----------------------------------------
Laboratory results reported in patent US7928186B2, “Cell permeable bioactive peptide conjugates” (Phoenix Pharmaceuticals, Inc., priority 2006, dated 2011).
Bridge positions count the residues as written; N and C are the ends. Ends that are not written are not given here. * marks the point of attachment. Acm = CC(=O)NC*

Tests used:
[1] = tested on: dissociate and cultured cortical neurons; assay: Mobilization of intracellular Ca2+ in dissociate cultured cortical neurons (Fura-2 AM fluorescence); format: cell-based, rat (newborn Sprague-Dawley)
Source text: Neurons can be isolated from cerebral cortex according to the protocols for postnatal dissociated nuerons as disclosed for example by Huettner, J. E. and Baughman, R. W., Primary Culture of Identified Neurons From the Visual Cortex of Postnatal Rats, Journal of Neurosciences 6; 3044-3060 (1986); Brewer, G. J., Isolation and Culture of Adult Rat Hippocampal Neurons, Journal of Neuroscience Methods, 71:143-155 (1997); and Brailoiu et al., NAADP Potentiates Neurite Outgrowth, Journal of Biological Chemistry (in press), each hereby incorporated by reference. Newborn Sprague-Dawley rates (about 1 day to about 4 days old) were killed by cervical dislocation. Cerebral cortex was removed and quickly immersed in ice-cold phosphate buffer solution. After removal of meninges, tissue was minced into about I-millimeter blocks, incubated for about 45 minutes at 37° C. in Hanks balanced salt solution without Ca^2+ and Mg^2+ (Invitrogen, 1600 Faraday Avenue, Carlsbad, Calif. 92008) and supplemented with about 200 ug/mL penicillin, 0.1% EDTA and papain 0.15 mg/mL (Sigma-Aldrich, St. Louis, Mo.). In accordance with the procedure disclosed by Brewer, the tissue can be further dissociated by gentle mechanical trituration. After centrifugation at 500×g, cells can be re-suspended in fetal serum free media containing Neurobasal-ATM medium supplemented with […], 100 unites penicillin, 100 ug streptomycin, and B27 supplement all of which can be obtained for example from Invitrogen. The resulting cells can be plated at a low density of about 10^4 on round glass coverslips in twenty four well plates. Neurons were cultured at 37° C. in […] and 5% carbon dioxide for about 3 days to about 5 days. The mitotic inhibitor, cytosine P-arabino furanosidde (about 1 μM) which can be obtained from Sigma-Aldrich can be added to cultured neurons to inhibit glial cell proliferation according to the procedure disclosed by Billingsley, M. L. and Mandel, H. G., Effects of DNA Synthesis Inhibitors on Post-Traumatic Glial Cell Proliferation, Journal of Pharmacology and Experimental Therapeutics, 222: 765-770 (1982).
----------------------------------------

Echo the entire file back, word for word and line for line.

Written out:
Laboratory results reported in patent US7928186B2, “Cell permeable bioactive peptide conjugates” (Phoenix Pharmaceuticals, Inc., priority 2006, dated 2011).
Bridge positions count the residues as written; N and C are the ends. Ends that are not written are not given here. * marks the point of attachment. Acm = CC(=O)NC*

Tests used:
[1] = tested on: dissociate and cultured cortical neurons; assay: Mobilization of intracellular Ca2+ in dissociate cultured cortical neurons (Fura-2 AM fluorescence); format: cell-based, rat (newborn Sprague-Dawley)
Source text: Neurons can be isolated from cerebral cortex according to the protocols for postnatal dissociated nuerons as disclosed for example by Huettner, J. E. and Baughman, R. W., Primary Culture of Identified Neurons From the Visual Cortex of Postnatal Rats, Journal of Neurosciences 6; 3044-3060 (1986); Brewer, G. J., Isolation and Culture of Adult Rat Hippocampal Neurons, Journal of Neuroscience Methods, 71:143-155 (1997); and Brailoiu et al., NAADP Potentiates Neurite Outgrowth, Journal of Biological Chemistry (in press), each hereby incorporated by reference. Newborn Sprague-Dawley rates (about 1 day to about 4 days old) were killed by cervical dislocation. Cerebral cortex was removed and quickly immersed in ice-cold phosphate buffer solution. After removal of meninges, tissue was minced into about I-millimeter blocks, incubated for about 45 minutes at 37° C. in Hanks balanced salt solution without Ca^2+ and Mg^2+ (Invitrogen, 1600 Faraday Avenue, Carlsbad, Calif. 92008) and supplemented with about 200 ug/mL penicillin, 0.1% EDTA and papain 0.15 mg/mL (Sigma-Aldrich, St. Louis, Mo.). In accordance with the procedure disclosed by Brewer, the tissue can be further dissociated by gentle mechanical trituration. After centrifugation at 500×g, cells can be re-suspended in fetal serum free media containing Neurobasal-ATM medium supplemented with […], 100 unites penicillin, 100 ug streptomycin, and B27 supplement all of which can be obtained for example from Invitrogen. The resulting cells can be plated at a low density of about 10^4 on round glass coverslips in twenty four well plates. Neurons were cultured at 37° C. in […] and 5% carbon dioxide for about 3 days to about 5 days. The mitotic inhibitor, cytosine P-arabino furanosidde (about 1 μM) which can be obtained from Sigma-Aldrich can be added to cultured neurons to inhibit glial cell proliferation according to the procedure disclosed by Billingsley, M. L. and Mandel, H. G., Effects of DNA Synthesis Inhibitors on Post-Traumatic Glial Cell Proliferation, Journal of Pharmacology and Experimental Therapeutics, 222: 765-770 (1982).